RC: If you're trying to understand the immediate consequences in terms of the direct effect on the virus after opening up, it's probably going to take you a couple of weeks before that starts to filter through, because it takes a while for somebody to get infected and then to develop symptoms. That's five days already, and then maybe another week or even longer before they start to get sick enough to need to go to the hospital. They might spend a couple of days in the hospital as well. Then, of course, if things go wrong or they don't recover, they do, in fact, die. It will take a while for that death to be recorded. You're talking about three or four weeks before you start to see the effect of a change in lockdown show up in the figures. You get some interim measures along the way—like the number of people who are reporting symptoms—if you've got good surveillance like population-wide surveys where you're randomly sampling people and asking them to swab themselves. Then you can get much faster information, but that's a huge undertaking. It does take a while before you start to see the effects of changes to lockdown show up into those clinical measures. If we're moving on to the economic component, that takes even longer. That's a long old job, before you start to understand that stuff.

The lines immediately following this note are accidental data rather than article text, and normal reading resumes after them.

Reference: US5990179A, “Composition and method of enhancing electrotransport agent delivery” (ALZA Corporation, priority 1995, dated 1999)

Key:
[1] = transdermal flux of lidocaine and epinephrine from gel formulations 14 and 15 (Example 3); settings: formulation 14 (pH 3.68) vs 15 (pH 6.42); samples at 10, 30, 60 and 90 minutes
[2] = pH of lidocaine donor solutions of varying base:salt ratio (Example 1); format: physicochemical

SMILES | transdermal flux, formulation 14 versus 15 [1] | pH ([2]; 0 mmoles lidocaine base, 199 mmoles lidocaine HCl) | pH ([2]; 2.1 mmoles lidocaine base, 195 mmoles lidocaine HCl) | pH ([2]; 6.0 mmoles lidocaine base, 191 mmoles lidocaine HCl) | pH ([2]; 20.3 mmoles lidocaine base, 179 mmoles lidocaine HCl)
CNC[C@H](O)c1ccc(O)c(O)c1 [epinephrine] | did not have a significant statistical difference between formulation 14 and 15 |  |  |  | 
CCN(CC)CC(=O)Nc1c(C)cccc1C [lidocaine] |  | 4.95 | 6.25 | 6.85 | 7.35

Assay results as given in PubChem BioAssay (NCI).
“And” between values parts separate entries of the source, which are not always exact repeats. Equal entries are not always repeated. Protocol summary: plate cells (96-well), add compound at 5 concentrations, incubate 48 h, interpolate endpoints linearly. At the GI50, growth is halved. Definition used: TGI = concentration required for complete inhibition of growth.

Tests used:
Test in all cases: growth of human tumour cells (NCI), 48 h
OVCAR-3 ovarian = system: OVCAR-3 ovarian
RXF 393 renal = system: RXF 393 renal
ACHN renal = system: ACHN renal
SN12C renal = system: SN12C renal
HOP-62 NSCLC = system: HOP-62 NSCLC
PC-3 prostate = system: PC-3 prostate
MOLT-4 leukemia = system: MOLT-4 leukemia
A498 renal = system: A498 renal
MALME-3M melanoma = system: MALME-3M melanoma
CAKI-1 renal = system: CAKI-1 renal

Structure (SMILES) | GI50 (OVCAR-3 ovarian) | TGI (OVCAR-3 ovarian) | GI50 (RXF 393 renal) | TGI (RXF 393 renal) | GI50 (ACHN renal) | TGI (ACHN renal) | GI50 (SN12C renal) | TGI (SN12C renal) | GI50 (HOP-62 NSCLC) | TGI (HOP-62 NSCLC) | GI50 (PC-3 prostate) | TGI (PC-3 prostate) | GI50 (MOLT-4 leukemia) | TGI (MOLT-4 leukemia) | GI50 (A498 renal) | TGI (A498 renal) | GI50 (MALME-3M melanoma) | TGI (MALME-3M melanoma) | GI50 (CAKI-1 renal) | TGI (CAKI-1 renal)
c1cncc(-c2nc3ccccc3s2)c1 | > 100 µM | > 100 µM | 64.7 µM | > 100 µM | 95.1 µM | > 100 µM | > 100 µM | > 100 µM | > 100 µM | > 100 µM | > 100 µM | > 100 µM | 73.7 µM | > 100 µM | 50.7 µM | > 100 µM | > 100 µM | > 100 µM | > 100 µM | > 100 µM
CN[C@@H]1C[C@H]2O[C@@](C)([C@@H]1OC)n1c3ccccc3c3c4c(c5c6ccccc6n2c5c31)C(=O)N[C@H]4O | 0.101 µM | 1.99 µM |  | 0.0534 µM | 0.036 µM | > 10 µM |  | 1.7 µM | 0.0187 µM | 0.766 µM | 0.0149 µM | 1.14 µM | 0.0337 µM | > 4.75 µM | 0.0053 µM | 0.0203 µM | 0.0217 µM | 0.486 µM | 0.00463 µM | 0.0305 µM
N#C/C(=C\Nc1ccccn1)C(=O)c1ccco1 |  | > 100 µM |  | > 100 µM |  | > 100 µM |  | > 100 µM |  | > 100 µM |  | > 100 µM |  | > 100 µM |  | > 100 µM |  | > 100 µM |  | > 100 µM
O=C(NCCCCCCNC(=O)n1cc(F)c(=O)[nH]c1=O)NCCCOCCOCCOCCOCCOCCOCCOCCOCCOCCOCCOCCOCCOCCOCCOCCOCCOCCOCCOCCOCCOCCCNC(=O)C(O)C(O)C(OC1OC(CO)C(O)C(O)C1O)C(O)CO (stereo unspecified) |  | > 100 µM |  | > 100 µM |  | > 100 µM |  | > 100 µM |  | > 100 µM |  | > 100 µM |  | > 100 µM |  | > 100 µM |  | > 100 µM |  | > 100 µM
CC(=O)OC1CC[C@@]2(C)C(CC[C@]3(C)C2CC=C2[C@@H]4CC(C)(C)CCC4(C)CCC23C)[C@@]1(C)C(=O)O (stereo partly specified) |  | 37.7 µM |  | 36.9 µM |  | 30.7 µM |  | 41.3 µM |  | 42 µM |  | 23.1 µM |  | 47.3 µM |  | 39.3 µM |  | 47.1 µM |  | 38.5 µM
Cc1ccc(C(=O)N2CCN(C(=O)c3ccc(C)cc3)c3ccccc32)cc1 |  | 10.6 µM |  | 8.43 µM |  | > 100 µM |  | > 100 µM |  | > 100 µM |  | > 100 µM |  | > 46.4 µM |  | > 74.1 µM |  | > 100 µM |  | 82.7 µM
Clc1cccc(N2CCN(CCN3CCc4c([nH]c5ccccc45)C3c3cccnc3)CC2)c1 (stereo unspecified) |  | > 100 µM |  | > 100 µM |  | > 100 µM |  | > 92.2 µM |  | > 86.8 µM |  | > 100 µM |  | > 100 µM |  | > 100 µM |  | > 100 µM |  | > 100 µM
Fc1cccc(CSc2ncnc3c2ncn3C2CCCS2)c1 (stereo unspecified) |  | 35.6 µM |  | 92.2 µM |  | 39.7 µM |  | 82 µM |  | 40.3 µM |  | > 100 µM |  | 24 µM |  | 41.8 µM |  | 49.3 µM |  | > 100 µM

XLM: As you said, the reporting is typically delayed and depends on what kind of surveillance system you have. Years ago, I actually did a study on the CDC reporting delays on the AIDS epidemic. What we found, which statisticians and others would expect, is that the amount of reporting delay was related to the kinds of health care conditions in that area or in the system. There is a confounding factor there. If everybody delays by four weeks, we know how to make an adjustment. It makes things even more complicated if the delay itself is a function of all these complicated factors. I wonder if, in this current pandemic, you guys have noticed such issues in how you are trying to report this with these kinds of very nuanced conditions, or you do say that it's just too complicated to communicate?